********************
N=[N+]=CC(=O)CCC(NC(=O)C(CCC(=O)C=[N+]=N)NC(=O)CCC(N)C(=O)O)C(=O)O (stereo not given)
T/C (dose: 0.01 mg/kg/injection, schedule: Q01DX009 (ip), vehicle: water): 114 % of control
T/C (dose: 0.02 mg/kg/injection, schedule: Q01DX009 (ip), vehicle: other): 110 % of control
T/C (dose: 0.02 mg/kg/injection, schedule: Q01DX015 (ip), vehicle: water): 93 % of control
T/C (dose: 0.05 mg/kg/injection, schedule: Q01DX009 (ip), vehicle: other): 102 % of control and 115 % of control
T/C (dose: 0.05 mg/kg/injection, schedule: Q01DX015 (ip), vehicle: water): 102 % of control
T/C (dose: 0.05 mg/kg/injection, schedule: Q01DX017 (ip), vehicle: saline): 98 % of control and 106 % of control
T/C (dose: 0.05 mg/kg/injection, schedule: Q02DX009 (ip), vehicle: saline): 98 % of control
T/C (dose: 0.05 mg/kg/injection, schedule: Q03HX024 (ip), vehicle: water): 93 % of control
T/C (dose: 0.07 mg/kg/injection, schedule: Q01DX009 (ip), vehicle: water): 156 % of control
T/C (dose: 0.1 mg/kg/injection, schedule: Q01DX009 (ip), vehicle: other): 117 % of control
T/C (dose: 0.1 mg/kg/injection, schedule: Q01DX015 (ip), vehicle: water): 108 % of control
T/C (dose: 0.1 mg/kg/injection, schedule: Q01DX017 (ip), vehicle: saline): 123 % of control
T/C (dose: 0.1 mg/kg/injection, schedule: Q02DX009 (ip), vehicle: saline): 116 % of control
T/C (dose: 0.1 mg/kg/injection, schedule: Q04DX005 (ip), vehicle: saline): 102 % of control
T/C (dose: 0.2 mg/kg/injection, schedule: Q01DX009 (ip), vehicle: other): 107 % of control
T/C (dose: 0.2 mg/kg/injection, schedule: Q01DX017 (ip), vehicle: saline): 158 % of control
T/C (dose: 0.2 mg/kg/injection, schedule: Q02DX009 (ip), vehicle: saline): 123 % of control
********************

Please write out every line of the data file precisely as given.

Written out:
N=[N+]=CC(=O)CCC(NC(=O)C(CCC(=O)C=[N+]=N)NC(=O)CCC(N)C(=O)O)C(=O)O (stereo not given)
T/C (dose: 0.01 mg/kg/injection, schedule: Q01DX009 (ip), vehicle: water): 114 % of control
T/C (dose: 0.02 mg/kg/injection, schedule: Q01DX009 (ip), vehicle: other): 110 % of control
T/C (dose: 0.02 mg/kg/injection, schedule: Q01DX015 (ip), vehicle: water): 93 % of control
T/C (dose: 0.05 mg/kg/injection, schedule: Q01DX009 (ip), vehicle: other): 102 % of control and 115 % of control
T/C (dose: 0.05 mg/kg/injection, schedule: Q01DX015 (ip), vehicle: water): 102 % of control
T/C (dose: 0.05 mg/kg/injection, schedule: Q01DX017 (ip), vehicle: saline): 98 % of control and 106 % of control
T/C (dose: 0.05 mg/kg/injection, schedule: Q02DX009 (ip), vehicle: saline): 98 % of control
T/C (dose: 0.05 mg/kg/injection, schedule: Q03HX024 (ip), vehicle: water): 93 % of control
T/C (dose: 0.07 mg/kg/injection, schedule: Q01DX009 (ip), vehicle: water): 156 % of control
T/C (dose: 0.1 mg/kg/injection, schedule: Q01DX009 (ip), vehicle: other): 117 % of control
T/C (dose: 0.1 mg/kg/injection, schedule: Q01DX015 (ip), vehicle: water): 108 % of control
T/C (dose: 0.1 mg/kg/injection, schedule: Q01DX017 (ip), vehicle: saline): 123 % of control
T/C (dose: 0.1 mg/kg/injection, schedule: Q02DX009 (ip), vehicle: saline): 116 % of control
T/C (dose: 0.1 mg/kg/injection, schedule: Q04DX005 (ip), vehicle: saline): 102 % of control
T/C (dose: 0.2 mg/kg/injection, schedule: Q01DX009 (ip), vehicle: other): 107 % of control
T/C (dose: 0.2 mg/kg/injection, schedule: Q01DX017 (ip), vehicle: saline): 158 % of control
T/C (dose: 0.2 mg/kg/injection, schedule: Q02DX009 (ip), vehicle: saline): 123 % of control